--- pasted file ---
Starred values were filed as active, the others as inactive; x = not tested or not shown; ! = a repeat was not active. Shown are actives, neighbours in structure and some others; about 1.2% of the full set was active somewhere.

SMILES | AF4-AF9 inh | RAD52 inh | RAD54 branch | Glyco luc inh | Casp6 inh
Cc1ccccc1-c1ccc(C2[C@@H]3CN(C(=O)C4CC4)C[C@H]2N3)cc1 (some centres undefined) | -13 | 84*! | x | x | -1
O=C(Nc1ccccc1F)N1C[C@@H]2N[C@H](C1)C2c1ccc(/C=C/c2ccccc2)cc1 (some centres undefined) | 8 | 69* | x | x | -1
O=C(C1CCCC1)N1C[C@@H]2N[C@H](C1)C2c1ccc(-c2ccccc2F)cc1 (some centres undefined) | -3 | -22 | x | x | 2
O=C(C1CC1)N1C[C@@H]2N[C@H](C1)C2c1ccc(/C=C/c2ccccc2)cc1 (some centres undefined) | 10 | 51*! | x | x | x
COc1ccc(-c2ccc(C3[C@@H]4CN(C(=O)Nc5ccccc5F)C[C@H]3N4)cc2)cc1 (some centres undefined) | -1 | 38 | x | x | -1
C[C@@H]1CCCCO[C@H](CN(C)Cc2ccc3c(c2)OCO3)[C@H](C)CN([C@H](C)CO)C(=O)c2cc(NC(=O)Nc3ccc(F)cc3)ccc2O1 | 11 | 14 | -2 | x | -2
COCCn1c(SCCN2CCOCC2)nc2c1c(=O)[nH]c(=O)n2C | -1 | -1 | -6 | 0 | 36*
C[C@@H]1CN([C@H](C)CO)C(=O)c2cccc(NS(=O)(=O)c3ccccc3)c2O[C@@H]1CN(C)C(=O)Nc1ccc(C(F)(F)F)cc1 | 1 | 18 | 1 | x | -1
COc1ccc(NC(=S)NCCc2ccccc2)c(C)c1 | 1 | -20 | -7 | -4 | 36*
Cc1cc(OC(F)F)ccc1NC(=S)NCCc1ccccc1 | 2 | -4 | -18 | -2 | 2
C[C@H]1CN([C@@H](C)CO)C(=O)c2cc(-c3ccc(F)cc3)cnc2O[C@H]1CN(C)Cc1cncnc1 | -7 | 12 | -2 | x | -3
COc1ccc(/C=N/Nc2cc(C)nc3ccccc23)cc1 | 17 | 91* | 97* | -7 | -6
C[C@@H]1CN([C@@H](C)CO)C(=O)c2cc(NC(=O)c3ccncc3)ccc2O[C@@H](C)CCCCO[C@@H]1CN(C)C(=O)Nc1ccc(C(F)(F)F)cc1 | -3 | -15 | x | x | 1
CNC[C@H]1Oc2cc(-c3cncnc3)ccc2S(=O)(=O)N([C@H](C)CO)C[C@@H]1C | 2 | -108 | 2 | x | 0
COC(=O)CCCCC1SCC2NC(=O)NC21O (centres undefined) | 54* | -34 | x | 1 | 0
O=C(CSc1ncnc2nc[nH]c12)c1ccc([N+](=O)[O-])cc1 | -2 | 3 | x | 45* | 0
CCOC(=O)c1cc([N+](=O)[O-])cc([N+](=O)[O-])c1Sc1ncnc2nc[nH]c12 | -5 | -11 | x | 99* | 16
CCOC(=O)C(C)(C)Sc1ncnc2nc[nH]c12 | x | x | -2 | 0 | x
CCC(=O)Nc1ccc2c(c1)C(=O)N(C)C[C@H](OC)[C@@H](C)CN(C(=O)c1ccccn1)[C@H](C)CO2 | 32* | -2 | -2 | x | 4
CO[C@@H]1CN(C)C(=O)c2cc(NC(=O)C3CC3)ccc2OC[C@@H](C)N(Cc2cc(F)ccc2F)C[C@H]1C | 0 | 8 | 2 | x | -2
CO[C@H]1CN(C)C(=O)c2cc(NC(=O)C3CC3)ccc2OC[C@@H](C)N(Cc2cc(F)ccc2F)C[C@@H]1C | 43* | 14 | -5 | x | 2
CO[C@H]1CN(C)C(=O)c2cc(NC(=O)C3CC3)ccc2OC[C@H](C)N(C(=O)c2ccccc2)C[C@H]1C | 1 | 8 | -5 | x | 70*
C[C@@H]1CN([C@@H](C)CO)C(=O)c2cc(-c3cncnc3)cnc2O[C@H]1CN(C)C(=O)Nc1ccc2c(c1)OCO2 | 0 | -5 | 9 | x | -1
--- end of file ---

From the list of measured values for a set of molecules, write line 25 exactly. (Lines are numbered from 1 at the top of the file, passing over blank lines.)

C[C@@H]1CN([C@@H](C)CO)C(=O)c2cc(-c3cncnc3)cnc2O[C@H]1CN(C)C(=O)Nc1ccc2c(c1)OCO2 | 0 | -5 | 9 | x | -1